Large assemblies of mainline churches – on their way out?

Friday, September 4, 2020
Michael F. Haverluck (

More Light PresbyteriansHastened by preventative measures to contain the coronavirus pandemic, large biannual assemblies held by the Presbyterian Church (USA) – and perhaps by other mainline denominations that have leaned leftward over the years – may quickly become a thing of the past as their church membership continues to decline sharply.

Even though Rev. J. Herbert Nelson II – stated clerk of the PC(USA) General Assembly – stops short of predicting the extinction of the highest legislative body of his denomination, he does forecast an abrupt end of its large convention hall events.

“[PC(USA)] cannot continue the big tent General Assembly, [where] we have people from all over coming in and spending six, seven, eight days at a general assembly and utilizing that in a big arena,” Nelson announced, according to The Christian Post.

Jeffrey Walton with The Institute on Religion & Democracy calls Nelson's pronouncement regarding the PC(USA) a "concrete example" of how declining attendance can eventually impact a denomination's national governance.


“I predict that it will be only the first of the oldline gatherings to be curtailed," Walton states on the Juicy Ecumenism website. "The Episcopal Church and United Methodist Church – which hold triennial and quadrilateral gatherings, respectively – will likely see significant reductions and limitations in their own ‘big tent’ convocations, as will the Evangelical Lutheran Church in America (ECLA).”

This year, PC(USA)’s summer gathering, scheduled to be held in Baltimore, was instead convened online to abide by COVID regulations, and many of its other legislative meetings have been cancelled, as well – a trend that is expected to continue well past the pandemic.

“Oldline Protestant churches each have a major assembly drawing voting delegates – known as commissioners in PC(USA) parlance – as well as exhibitors and a significant number of other stakeholders,” Walton points out.

He notes how the PC(USA)’s lowering of biblical standards in favor of more progressive ideals has led to a drastic decline in membership for decades – resulting in not only a significant drop in revenue, but also large staff reductions at the denomination's Kentucky headquarters.

"… [T]he 2011 decision to delete the denomination’s ‘fidelity and chastity standard’ … stated that Presbyterian clergy should be faithful in marriage or celibate in the single life,” the church expert points out. “[But] the denomination later in 2014 permitted local presbyteries to allow their clergy to preside at same-sex marriage ceremonies …."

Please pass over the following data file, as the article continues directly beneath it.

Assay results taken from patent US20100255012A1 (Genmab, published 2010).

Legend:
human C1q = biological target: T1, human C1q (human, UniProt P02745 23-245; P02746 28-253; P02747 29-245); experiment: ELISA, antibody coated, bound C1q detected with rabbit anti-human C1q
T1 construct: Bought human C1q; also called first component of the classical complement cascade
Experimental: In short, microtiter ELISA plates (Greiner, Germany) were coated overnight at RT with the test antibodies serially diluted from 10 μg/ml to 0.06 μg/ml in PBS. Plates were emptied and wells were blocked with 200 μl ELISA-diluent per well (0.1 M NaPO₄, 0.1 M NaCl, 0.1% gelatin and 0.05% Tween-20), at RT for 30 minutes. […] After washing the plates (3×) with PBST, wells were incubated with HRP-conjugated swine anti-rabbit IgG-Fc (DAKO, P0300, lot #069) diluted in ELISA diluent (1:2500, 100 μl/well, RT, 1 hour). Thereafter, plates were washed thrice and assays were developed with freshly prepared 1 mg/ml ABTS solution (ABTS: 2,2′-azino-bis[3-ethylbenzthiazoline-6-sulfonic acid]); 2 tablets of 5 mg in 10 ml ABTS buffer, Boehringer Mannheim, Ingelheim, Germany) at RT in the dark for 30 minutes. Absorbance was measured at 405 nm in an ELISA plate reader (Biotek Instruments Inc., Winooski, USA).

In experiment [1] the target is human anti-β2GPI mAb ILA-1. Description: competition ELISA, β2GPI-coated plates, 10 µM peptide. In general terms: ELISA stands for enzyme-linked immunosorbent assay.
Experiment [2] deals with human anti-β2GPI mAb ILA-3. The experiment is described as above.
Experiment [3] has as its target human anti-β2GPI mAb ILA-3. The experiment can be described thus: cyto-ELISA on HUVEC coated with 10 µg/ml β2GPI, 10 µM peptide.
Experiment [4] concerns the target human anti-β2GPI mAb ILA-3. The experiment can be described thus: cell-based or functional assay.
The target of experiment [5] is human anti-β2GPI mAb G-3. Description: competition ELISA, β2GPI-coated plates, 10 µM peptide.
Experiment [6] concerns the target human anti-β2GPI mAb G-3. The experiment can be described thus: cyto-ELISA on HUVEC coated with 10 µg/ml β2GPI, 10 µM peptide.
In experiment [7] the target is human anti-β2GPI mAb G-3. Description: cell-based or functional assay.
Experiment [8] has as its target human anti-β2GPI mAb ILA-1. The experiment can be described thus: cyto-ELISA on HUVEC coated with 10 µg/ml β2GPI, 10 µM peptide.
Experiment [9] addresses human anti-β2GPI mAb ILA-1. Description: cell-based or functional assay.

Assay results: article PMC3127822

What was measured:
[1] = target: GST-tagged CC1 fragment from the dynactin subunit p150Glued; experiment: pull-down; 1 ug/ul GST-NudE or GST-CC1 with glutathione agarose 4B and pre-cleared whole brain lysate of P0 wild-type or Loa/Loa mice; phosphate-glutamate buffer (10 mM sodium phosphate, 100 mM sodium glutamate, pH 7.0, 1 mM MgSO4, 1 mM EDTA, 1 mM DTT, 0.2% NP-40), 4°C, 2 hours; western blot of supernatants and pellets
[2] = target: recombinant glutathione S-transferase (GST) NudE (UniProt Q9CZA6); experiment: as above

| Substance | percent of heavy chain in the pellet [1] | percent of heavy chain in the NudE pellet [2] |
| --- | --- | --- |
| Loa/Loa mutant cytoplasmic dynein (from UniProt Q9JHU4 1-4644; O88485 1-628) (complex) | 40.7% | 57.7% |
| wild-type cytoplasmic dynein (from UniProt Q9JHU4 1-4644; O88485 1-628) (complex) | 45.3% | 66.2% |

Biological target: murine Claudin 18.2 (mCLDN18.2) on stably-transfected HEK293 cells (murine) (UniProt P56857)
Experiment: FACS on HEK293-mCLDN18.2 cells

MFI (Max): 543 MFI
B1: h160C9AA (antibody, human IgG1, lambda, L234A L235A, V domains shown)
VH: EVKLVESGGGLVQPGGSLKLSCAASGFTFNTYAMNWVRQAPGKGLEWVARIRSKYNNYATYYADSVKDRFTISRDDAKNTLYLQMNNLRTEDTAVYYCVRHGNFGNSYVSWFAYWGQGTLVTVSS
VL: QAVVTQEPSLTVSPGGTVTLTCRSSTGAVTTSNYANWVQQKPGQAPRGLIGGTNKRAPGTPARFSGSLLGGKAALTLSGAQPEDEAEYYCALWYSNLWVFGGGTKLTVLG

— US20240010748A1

Both of those decisions, according to Walton, contributed to an ongoing "denominational exodus" of churches and individuals that has been documented each year in the reported statistics.

"The denomination has also adopted positions uniquely critical of Israel and has dramatically shifted to an embrace of leftist political causes,” he adds.

Embracing the LGBTQ agenda over biblical sexual morality has backfired on leftist church leaders, while those standing on God’s Word as a moral compass are seeing numbers rise.

“Revisionist caucus groups, which backed such changes – including More Light Presbyterians – argued that removing expectations for clergy sexual conduct were essential to remaining relevant amidst changing American culture and for the inclusion of potential new members,” Walton writes.

“That predicted influx of progressives has not arrived, while more conservative Presbyterian bodies – including the Evangelical Presbyterian Church and ECO: A Covenant Order of Presbyterians – have grown as they attracted former PC(USA) congregations.”

Receiving funds based on actual membership size, the General Assembly’s reported declining numbers have driven down the PC(USA)’s total revenue – despite its rising per-capita rate, but leadership in the denomination has discounted the depleting state of the church over the years.

“We are not dying – we are reforming,” Nelson insisted back in 2017. “We are moving towards a new future as a denomination.”

In fact, right after the denomination reported a loss of 50,000 members last year, the Presbyterian leader portrayed the PC(USA)’s condition as follows: “For the first time in more than 30 years, the PC(USA) is not reporting membership losses.”

Walton points out that a similar scaling down is happening elsewhere to other liberal denominations.

“At least one other body which counts mainline Protestants among its membership has already cut back on gatherings – the National Council of Churches held its last major assembly in 2010, citing budget limitations and reduced support from member communions,” his blog reports.

In addition, the United Methodist Church earlier this decade reduced the size of its General Conference to 864 delegates, down from nearly 1,000.


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